Biblical Scholar, Seminary Professor, Episcopal Priest

Archive for March, 2018

Strategies of Resistance: A Lesson From Daniel


 

Teach us to use the power of our words to tell the story that liberates us all. Amen.

There is more than one way to tell a story, especially a story as important as the Christian story; this also applies to the stories that make up our sacred stories. Today we explore that plurality in a lectionary of my devising, rather revising–because I think there is danger in only re-telling the same stories, no matter how beloved. (The lessons follow the sermon text.)

Among our sacred trove of stories are two versions of the Daniel story–there are even more outside of the Christian canons. One of those canonical stories was preserved in Hebrew and Aramaic by the descendants of the Judeans who survived the Babylonian exile and created the mother text for the Hebrew Bible and the Protestant version of the story. That is the source of our Second Lesson and Canticle. The other canonical story was preserved in Greek by the descendants of the Judeans who fled to Egypt instead. That is the source of our First Lesson. Together those lessons and canticle are in narrative order telling a more complete story.

The book of Daniel is a text of resistance. It is a cagey strategic piece of resistance. It is an anti-imperial text disguised as an anti-imperial text. Empires don’t mind their subjects mocking failed and fallen empires. In their egocentrism they read that calumny as their own praise because they are top dog now. So the cagey authors of Daniel disguised a critique of the lingering and declining Greek Empire in a retroactive critique of the centuries past Babylonian Empire. And they put that critique on the lips and at the pen of Daniel, a beloved figure whose origins were even older than the Babylonian Empire or its predecessor Assyrian Empire or the great dynasties of Egypt, or even the founding of the people of Israel. Daniel was a figure of legend whose stories were told in each generation with new stories added to his canon from time to time. I use the perpetually open canons of the DC and Marvel Comics Universes to explain this phenomenon in my infamous “Santa, Daniel, and the Zombie Apocalypse” lecture.

Today, I invite you to hear the story as as subversive as it really is. In the First Lesson three young people have been taken captive by the empire and forced to assimilate to its culture, made to wear its clothing, eat its food, speak its language, and answer to the names they give them–names which stuck to them even in the stories of their own people. The tentacles of empire reach deep, even into the hearts of people who are working faithfully to decolonialize themselves. It matters that these are young people. In the larger story of Daniel they are taken as children to be assimilated so that they will love the empire that colonized their people more than they love their own selves. Empires have always underestimated young people, whether it was civil rights protestors, dreamers, or high school gun reform activists.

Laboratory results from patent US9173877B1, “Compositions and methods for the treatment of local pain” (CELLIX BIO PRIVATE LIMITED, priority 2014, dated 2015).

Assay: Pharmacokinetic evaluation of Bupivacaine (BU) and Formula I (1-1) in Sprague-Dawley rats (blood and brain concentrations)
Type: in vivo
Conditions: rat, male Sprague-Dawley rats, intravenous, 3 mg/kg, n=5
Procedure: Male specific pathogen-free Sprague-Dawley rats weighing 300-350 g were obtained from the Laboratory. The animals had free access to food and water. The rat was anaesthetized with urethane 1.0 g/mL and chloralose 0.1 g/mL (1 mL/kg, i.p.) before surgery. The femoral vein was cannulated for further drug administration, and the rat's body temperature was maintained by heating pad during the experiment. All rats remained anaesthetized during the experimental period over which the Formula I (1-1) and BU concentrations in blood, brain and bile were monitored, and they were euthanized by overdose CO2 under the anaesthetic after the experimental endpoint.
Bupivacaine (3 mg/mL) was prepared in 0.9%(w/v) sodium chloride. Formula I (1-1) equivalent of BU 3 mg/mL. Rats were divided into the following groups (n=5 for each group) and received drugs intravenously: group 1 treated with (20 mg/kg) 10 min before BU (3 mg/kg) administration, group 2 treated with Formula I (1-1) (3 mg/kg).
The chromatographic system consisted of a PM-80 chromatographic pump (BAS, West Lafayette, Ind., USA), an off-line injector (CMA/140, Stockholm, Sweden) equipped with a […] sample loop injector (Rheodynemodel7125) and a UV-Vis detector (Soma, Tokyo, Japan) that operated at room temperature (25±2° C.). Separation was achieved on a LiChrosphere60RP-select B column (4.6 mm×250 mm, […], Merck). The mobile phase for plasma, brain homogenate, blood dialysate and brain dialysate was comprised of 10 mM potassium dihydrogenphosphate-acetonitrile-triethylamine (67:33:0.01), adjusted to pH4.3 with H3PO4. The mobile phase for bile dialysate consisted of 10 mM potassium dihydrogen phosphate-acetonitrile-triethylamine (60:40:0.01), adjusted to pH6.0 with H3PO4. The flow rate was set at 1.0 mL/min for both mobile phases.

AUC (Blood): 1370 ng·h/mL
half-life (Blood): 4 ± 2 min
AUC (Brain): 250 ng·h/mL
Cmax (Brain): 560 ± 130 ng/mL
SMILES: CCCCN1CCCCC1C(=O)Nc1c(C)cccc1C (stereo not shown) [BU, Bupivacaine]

When our lesson begins these young people are being enculturated in the worship of the empire and required to pray to the gods of the empire at the cost of their subjugated, colonized lives. One of the lessons of this text is that empire is rapacious and insatiable. They were already speaking the language of empire. They had already had their names changed from Hananiah, Mishael, and Azariah to Shadrach, Meshach, and Abednego. But it wasn’t enough. The empire wanted more, more of them, more of their souls.

As long as there is a corner of your soul that is free, uncolonized, unconquered, unbought, and unbossed, empire will by any means necessary seek to uproot that liberty and colonize the last vestige of your right mind, heart, and soul. African and Native Americans know this story all too well as do the indigenous peoples of every nation conquered by an empire. In the face of the empire’s ravenous desire for their abject and total submission, Hananiah, Mishael, and Azariah clung fast to God of their foremothers and fathers and rejected the empire’s religion.